Memory blindness: Altered memory reports lead to distortion in eyewitness memory.
- Author(s): Cochran, Kevin J
- Greenspan, Rachel L
- Bogart, Daniel F
- Loftus, Elizabeth F
- et al.
Published Web Locationhttps://doi.org/10.3758/s13421-016-0594-y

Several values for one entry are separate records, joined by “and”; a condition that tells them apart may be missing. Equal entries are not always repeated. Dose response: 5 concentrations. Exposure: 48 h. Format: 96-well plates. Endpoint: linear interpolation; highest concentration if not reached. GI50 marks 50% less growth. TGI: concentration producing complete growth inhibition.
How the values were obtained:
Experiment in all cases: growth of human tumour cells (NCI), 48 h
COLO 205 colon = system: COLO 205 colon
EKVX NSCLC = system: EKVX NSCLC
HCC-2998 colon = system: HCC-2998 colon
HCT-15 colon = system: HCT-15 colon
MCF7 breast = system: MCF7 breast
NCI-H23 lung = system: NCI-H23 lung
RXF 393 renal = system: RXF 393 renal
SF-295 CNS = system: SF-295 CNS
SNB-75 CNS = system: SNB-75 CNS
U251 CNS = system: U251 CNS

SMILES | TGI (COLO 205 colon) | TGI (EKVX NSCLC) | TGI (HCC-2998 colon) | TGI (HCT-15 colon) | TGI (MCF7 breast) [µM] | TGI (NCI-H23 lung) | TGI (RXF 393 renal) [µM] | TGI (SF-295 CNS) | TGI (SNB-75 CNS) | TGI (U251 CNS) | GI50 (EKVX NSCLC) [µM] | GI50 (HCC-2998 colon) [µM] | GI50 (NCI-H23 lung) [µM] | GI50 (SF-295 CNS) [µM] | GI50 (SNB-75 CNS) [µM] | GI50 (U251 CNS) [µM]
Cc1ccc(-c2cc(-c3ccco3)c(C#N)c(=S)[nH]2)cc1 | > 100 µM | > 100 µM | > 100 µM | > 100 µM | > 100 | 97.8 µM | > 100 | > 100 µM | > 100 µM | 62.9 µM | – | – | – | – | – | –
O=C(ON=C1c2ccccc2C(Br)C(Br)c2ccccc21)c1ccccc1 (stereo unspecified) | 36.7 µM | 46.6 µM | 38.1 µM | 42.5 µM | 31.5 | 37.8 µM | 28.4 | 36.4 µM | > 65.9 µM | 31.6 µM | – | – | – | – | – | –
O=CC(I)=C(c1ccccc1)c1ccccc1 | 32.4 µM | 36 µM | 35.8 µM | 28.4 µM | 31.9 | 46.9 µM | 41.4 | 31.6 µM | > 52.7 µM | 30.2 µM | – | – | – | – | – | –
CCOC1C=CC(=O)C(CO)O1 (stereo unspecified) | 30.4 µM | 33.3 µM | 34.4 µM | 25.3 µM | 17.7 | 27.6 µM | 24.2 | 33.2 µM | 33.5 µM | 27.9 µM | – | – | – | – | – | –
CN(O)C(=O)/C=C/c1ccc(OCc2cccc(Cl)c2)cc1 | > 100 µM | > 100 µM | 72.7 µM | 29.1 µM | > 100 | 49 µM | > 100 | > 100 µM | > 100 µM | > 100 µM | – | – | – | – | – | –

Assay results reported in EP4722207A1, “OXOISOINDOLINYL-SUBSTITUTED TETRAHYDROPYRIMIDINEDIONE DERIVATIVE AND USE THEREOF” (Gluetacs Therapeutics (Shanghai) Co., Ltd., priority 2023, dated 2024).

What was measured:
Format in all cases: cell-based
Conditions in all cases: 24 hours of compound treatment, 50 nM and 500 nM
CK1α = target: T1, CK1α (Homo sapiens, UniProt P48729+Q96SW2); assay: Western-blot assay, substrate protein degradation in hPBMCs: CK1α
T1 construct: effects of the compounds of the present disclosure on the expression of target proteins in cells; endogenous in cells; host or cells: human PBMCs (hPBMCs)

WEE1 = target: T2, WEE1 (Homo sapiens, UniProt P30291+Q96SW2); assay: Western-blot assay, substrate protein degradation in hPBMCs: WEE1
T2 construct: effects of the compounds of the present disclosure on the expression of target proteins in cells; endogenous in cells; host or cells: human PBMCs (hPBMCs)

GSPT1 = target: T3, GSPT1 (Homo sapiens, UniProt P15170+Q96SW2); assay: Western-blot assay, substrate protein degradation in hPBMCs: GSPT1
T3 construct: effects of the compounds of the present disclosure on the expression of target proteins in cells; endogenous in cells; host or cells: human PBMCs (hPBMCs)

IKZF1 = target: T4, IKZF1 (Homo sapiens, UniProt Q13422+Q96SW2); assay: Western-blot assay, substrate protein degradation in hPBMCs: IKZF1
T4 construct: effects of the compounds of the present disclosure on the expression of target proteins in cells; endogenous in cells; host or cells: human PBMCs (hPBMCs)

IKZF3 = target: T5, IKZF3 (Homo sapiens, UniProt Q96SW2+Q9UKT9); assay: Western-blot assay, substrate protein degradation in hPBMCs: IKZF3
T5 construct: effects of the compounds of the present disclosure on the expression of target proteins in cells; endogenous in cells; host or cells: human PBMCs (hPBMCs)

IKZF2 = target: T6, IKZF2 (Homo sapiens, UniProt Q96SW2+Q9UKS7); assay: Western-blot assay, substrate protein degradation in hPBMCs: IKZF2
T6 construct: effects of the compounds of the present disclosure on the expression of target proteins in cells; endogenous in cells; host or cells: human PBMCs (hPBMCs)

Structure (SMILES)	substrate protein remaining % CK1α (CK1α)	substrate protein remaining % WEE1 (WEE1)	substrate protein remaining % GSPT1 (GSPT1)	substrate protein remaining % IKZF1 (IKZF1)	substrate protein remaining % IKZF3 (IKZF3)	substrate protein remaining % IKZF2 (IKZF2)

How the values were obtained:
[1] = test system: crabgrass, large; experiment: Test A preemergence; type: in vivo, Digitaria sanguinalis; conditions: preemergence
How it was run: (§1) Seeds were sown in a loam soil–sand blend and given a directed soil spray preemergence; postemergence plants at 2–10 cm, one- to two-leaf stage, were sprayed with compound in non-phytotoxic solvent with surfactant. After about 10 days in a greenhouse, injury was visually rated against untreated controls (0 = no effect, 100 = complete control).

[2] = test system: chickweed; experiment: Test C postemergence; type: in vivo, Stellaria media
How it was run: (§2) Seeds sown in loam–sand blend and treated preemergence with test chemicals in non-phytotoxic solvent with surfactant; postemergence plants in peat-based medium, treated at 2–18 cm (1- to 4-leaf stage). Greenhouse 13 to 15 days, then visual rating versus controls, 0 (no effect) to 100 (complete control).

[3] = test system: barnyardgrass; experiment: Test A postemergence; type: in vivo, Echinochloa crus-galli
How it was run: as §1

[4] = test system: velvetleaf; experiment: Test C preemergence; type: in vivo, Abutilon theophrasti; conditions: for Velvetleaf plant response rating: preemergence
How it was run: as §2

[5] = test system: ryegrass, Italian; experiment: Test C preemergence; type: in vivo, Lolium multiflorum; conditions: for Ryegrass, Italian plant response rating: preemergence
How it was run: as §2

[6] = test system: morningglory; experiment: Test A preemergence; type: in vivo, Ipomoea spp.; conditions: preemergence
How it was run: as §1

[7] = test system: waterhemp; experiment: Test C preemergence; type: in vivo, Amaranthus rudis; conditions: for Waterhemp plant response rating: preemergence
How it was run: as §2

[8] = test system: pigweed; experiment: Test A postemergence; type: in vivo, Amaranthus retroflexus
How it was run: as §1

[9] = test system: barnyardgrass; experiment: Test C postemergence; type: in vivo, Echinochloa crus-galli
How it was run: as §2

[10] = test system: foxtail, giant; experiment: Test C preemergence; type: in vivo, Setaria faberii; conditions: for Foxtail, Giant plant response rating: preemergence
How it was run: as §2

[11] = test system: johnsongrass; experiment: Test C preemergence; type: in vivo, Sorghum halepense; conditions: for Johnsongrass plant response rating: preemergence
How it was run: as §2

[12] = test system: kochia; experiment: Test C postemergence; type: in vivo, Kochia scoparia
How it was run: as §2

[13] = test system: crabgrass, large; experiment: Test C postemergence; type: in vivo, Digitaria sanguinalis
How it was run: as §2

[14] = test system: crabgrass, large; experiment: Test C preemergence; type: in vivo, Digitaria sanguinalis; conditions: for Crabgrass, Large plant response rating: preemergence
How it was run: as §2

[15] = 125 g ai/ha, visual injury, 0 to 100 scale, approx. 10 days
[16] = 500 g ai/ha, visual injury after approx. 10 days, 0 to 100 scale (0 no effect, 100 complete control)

Choice blindness refers to the finding that people can often be misled about their own self-reported choices. However, little research has investigated the more long-term effects of choice blindness. We examined whether people would detect alterations to their own memory reports, and whether such alterations could influence participants' memories. Participants viewed slideshows depicting crimes, and then either reported their memories for episodic details of the event (Exp. 1) or identified a suspect from a lineup (Exp. 2). Then we exposed participants to manipulated versions of their memory reports, and later tested their memories a second time. The results indicated that the majority of participants failed to detect the misinformation, and that exposing witnesses to misleading versions of their own memory reports caused their memories to change to be consistent with those reports. These experiments have implications for eyewitness memory.